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china. there are cracks in the economy that are emerging. there were not the same ones we had before. >> obviously broad-based softening there. the crisis is not turning the corner yet. we note the impact from covert is zero and consumer sentiment, one aspect to keep an eye on is the weakness in the yuan. by how much more weakness they will allow to fall. what kind of financial stability -- instability of people, trying to get their money out will it trigger broader instability in foreign-exchange markets? the interest rate differential will not mean the yuan will fall much farther here. what happens to the yuan and what it means for china. yvonne: we just seen a fixture. perhaps they're not quite ready for that continued weakness for now. thank you, our chief asia
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correspondent. let's bring in our chief strategist at jefferies. there's a lot of bad news. you are a bit on the others of that. >> i am. to some extent this is what you would expect from a rate hiking cycle and all of the mounting pressures you have had from the big person commodity prices, nearly 12 month ago. also the fact that, services have only just started to recover from the covid lockdowns. they themselves are suffocating from some of the general demise of some of these embassies. i am not surprised things have panned out as we have seen through these pmi's at the moment. you've seen that to some extent through some of the data as well. rishaad: you are looking at all of these equities. what are earnings, what is the forecast painting for you as economic fixture globally? >> perhaps the best way to say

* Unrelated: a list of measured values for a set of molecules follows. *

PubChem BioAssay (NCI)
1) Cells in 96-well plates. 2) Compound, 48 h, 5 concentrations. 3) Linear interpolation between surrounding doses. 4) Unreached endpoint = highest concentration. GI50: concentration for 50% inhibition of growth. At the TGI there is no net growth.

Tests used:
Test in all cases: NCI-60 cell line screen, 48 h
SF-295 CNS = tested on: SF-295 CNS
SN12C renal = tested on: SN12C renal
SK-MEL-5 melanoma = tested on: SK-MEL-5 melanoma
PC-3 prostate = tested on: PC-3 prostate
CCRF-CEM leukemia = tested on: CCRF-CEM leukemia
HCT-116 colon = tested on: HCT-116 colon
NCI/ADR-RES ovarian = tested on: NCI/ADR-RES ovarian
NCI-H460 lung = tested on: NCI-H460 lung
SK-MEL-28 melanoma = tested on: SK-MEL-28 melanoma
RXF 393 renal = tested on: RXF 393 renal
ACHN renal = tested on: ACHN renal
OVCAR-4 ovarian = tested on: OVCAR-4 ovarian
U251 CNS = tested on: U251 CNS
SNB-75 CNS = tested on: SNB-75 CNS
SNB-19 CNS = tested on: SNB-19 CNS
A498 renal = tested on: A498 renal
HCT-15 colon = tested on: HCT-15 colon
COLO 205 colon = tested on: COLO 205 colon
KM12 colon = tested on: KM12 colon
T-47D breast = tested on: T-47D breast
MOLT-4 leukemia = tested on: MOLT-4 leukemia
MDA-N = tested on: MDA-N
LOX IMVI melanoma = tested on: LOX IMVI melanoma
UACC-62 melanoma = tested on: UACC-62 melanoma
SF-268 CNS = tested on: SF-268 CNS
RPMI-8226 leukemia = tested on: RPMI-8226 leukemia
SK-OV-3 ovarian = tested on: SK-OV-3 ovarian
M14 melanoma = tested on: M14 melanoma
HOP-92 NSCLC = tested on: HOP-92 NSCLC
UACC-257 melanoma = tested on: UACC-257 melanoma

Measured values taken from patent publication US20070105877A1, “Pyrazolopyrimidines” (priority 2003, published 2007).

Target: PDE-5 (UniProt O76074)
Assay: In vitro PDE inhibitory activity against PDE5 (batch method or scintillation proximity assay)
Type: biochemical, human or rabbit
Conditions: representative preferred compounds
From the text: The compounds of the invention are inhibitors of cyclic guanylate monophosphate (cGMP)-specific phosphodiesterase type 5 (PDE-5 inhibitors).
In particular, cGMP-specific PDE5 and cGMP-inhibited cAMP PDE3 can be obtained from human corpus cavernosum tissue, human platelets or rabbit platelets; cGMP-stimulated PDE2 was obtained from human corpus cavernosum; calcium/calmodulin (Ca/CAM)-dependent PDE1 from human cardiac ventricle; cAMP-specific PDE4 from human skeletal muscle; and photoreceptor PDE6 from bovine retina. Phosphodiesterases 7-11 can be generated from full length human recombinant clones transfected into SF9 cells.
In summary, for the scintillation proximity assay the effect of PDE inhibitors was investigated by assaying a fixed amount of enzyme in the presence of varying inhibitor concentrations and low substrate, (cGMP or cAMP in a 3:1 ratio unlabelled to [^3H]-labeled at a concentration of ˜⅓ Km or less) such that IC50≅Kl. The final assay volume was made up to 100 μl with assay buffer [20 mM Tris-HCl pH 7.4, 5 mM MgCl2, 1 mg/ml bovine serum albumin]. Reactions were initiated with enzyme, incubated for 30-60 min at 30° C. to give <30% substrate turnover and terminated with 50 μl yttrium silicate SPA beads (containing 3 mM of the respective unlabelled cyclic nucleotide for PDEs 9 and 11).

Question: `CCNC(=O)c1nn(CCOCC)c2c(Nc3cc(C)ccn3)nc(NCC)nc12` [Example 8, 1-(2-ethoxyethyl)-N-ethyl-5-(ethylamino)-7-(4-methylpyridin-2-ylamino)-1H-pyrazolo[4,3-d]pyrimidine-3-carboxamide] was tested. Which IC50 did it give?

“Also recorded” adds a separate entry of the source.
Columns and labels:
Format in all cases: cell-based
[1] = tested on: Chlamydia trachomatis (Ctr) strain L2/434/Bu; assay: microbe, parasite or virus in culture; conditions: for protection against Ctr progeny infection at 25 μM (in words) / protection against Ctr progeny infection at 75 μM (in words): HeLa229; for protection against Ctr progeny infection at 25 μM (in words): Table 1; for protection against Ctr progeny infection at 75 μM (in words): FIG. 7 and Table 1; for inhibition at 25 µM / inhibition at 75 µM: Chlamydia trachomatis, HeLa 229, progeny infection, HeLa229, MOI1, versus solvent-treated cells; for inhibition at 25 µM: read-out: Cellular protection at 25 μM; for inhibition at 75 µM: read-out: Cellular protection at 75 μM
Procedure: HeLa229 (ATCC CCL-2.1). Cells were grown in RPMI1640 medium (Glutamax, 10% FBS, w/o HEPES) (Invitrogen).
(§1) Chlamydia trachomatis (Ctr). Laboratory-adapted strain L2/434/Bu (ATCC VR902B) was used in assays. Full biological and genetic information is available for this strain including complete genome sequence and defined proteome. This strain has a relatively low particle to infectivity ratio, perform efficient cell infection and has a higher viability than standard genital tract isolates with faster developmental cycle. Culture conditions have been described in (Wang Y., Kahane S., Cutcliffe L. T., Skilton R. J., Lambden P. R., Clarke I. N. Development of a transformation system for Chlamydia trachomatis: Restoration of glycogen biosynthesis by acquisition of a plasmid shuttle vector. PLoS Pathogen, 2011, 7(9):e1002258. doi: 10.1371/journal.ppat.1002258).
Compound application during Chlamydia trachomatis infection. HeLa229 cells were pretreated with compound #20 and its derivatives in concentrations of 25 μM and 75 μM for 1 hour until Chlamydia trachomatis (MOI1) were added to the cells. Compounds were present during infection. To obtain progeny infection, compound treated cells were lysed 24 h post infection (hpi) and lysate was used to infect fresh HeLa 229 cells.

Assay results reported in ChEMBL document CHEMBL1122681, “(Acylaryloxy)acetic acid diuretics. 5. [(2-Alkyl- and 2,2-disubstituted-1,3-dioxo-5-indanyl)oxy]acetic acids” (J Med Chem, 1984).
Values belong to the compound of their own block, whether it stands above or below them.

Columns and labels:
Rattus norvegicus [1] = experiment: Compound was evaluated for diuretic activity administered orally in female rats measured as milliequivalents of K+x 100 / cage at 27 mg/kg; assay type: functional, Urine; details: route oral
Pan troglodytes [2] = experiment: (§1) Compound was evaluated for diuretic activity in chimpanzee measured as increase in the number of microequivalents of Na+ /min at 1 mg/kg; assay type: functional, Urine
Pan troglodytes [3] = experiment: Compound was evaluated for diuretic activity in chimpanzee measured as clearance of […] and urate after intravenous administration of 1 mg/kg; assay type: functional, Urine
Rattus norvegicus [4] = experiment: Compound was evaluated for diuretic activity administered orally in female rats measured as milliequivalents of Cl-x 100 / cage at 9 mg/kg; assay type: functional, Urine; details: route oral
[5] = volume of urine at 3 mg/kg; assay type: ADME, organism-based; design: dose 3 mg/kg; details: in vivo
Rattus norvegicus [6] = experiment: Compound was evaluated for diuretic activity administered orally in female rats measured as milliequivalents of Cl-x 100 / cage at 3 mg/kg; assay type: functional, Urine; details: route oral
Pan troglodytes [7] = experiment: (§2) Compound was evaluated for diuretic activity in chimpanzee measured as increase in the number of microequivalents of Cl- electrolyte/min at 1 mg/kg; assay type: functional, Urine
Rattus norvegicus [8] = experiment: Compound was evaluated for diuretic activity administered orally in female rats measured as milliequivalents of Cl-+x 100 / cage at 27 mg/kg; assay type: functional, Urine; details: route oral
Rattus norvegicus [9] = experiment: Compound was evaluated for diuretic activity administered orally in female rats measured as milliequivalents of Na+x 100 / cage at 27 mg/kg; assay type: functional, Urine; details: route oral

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it is the bulk of the earnings cuts that was on the u.s., post the season were from the consumer sector. it wasn't from the tech, it wasn't from manufacturing, it was from the consumer. 75% of the cuts came from consumer related sectors. which is the economy, to that extent, things are playing out as you would have expected. so i'm not -- i don't think this is the downdraft of being that bad to make difficult cuts in the estimates. during the pandemic or during the josie -- -- david: we might move into the dollar strength, are those assumptions you are making that might for some challenges or not? >> that's a very good question. we have all focused on interest rates and the jackson hole speech.